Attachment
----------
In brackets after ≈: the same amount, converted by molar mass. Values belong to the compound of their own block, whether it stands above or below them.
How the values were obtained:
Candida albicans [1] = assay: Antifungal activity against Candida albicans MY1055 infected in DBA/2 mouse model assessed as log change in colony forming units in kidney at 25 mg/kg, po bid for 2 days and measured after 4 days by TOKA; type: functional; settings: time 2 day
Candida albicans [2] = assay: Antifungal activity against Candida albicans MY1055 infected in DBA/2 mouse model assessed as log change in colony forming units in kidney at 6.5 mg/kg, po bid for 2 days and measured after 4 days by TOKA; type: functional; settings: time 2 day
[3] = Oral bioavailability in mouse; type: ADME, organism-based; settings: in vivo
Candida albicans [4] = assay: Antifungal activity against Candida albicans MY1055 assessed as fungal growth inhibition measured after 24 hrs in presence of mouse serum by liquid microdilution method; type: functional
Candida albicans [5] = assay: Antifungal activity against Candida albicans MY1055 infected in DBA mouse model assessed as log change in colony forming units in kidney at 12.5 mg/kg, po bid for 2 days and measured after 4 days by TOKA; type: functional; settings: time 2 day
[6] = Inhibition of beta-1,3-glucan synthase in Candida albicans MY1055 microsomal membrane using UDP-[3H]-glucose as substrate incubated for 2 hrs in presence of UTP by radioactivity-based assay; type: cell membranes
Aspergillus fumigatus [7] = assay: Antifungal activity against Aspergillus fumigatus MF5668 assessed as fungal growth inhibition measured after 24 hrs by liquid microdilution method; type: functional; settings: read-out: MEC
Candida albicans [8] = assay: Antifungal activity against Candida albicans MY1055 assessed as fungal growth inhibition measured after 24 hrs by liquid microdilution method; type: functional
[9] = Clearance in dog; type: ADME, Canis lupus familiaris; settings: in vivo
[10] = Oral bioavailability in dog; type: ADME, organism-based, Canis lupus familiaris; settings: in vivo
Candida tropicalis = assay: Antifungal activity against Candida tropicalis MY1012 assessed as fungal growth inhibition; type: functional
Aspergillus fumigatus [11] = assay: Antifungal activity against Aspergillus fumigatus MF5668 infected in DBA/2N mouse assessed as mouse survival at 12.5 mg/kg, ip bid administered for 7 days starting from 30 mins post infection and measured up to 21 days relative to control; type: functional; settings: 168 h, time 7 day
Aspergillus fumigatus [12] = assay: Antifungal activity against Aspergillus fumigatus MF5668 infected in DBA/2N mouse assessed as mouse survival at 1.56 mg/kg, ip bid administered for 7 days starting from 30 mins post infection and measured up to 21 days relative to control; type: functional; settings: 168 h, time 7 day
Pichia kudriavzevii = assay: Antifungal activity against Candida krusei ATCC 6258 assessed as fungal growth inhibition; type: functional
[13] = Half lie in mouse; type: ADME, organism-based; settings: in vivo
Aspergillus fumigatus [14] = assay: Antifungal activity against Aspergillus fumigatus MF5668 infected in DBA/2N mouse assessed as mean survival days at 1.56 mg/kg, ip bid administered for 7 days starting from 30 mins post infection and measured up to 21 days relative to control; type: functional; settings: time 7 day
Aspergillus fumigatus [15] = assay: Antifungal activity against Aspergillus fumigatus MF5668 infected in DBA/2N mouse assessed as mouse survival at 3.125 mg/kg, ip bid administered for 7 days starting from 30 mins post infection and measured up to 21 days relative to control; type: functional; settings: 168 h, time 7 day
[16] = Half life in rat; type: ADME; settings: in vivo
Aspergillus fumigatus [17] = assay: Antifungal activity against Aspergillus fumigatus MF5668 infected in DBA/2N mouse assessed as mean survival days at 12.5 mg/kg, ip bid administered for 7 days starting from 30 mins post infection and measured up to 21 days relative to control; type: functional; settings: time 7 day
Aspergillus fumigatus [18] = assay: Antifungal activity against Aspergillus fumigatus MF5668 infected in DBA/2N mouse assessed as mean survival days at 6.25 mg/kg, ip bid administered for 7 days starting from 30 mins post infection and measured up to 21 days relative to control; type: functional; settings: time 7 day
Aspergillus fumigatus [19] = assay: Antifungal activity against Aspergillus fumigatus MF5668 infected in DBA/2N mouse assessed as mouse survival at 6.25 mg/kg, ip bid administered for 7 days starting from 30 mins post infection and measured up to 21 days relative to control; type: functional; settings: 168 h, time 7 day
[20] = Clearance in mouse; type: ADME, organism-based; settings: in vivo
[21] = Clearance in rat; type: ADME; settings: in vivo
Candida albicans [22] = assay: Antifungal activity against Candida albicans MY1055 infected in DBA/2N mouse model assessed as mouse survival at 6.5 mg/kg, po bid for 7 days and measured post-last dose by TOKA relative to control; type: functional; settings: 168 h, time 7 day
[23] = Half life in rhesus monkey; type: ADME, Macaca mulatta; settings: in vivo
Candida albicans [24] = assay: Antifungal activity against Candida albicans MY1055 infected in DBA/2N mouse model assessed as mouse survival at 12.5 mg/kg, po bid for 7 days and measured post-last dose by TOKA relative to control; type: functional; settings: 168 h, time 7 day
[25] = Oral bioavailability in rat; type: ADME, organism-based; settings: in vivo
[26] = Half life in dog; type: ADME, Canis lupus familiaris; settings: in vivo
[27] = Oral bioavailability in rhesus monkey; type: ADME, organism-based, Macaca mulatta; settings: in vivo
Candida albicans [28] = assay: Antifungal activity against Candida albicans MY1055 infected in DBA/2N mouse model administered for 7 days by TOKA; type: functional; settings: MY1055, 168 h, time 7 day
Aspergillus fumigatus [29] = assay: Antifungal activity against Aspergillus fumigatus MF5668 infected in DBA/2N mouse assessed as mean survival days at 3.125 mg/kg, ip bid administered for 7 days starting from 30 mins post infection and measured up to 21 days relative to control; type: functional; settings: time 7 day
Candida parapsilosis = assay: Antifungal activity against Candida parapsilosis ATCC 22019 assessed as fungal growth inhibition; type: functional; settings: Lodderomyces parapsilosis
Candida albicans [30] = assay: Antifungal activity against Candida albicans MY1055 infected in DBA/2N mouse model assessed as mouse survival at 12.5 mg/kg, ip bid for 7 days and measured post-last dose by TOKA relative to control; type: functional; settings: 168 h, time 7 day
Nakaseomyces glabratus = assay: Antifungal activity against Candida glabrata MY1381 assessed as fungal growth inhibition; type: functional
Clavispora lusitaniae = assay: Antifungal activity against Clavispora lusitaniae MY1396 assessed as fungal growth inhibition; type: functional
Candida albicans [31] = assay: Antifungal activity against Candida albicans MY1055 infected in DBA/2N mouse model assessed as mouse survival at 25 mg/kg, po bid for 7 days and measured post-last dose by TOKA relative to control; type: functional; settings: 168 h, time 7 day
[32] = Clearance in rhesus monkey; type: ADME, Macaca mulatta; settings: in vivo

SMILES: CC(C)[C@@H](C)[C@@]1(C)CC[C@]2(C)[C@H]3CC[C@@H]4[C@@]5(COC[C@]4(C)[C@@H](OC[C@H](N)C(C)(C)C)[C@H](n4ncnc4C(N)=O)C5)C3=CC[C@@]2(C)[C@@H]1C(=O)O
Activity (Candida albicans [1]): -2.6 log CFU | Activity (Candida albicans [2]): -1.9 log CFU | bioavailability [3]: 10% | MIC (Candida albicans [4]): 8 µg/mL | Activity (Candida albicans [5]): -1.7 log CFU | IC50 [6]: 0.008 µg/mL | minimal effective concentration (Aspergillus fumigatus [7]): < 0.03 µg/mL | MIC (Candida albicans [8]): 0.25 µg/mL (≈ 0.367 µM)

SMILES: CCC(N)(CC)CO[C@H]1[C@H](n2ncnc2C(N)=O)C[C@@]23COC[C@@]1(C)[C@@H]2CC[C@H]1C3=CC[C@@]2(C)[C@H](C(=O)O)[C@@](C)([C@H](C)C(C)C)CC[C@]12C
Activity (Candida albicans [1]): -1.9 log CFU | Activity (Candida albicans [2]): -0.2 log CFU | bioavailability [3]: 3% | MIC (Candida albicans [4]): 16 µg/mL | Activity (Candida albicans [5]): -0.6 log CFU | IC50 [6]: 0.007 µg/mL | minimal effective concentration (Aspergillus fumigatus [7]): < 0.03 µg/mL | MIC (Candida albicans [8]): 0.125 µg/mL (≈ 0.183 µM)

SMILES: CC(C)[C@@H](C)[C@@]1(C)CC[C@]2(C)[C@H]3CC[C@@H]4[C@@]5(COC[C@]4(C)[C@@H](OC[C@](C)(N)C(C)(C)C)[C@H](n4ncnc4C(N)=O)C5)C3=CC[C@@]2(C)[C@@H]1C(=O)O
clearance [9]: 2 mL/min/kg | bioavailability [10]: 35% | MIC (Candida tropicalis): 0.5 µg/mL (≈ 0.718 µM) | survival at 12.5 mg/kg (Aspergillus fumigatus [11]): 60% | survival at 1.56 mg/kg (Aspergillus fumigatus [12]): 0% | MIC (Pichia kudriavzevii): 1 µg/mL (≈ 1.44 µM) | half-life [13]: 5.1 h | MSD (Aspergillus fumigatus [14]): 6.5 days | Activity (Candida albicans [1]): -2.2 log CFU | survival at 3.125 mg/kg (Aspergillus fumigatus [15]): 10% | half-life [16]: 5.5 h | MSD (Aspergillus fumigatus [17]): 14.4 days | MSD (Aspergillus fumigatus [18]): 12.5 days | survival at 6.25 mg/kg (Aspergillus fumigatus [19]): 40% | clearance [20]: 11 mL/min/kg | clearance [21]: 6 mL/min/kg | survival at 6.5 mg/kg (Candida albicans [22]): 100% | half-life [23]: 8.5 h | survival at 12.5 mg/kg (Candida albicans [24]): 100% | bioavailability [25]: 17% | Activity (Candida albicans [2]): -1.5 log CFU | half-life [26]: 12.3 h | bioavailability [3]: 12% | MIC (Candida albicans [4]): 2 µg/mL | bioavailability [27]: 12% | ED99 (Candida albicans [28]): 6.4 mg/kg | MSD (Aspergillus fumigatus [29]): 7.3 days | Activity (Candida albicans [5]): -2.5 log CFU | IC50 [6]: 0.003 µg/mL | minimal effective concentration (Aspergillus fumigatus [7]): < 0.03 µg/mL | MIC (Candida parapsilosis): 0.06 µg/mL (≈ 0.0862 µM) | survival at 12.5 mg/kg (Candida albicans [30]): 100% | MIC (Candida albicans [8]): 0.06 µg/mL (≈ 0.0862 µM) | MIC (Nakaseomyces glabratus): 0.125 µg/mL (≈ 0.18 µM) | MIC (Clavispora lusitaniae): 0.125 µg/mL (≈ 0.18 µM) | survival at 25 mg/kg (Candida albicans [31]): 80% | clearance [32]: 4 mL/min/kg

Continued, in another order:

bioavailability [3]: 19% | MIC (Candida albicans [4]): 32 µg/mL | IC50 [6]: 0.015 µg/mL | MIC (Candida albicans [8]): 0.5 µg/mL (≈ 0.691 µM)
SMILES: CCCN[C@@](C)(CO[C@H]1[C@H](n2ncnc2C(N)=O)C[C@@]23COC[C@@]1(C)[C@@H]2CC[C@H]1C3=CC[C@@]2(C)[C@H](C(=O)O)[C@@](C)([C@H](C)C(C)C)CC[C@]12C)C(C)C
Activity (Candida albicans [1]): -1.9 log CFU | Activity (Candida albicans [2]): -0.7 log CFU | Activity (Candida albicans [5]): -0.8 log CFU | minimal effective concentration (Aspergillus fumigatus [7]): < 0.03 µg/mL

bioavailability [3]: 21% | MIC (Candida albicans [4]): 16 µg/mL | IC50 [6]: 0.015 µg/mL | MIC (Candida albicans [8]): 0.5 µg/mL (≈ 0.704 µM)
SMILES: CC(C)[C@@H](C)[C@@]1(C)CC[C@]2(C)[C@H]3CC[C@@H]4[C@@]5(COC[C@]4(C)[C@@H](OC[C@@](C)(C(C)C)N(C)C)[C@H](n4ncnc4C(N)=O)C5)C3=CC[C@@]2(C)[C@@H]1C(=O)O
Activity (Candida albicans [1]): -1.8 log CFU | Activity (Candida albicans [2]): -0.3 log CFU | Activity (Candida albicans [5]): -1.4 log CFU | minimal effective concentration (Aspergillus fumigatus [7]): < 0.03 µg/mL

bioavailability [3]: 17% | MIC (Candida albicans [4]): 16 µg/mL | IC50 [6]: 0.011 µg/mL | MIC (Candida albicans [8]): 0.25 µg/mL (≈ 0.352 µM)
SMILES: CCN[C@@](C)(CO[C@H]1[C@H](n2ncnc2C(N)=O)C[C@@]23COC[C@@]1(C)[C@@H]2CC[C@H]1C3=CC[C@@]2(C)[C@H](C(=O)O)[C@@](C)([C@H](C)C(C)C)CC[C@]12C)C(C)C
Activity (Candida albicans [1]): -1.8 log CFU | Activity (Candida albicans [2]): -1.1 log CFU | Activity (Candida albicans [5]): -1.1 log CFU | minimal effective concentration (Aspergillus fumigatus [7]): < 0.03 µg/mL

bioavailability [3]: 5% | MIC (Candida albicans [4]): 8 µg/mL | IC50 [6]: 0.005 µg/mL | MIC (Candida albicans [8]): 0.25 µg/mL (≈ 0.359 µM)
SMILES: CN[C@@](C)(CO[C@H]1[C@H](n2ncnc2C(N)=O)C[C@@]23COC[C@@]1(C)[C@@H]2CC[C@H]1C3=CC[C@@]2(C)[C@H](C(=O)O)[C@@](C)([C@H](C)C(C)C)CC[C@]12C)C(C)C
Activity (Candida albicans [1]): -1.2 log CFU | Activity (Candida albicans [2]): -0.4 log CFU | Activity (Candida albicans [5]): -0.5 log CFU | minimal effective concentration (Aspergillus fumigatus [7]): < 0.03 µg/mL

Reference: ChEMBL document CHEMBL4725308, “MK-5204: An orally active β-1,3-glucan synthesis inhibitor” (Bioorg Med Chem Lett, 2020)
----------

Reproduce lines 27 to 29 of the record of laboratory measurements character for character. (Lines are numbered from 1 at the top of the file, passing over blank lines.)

[23] = Half life in rhesus monkey; type: ADME, Macaca mulatta; settings: in vivo
Candida albicans [24] = assay: Antifungal activity against Candida albicans MY1055 infected in DBA/2N mouse model assessed as mouse survival at 12.5 mg/kg, po bid for 7 days and measured post-last dose by TOKA relative to control; type: functional; settings: 168 h, time 7 day
[25] = Oral bioavailability in rat; type: ADME, organism-based; settings: in vivo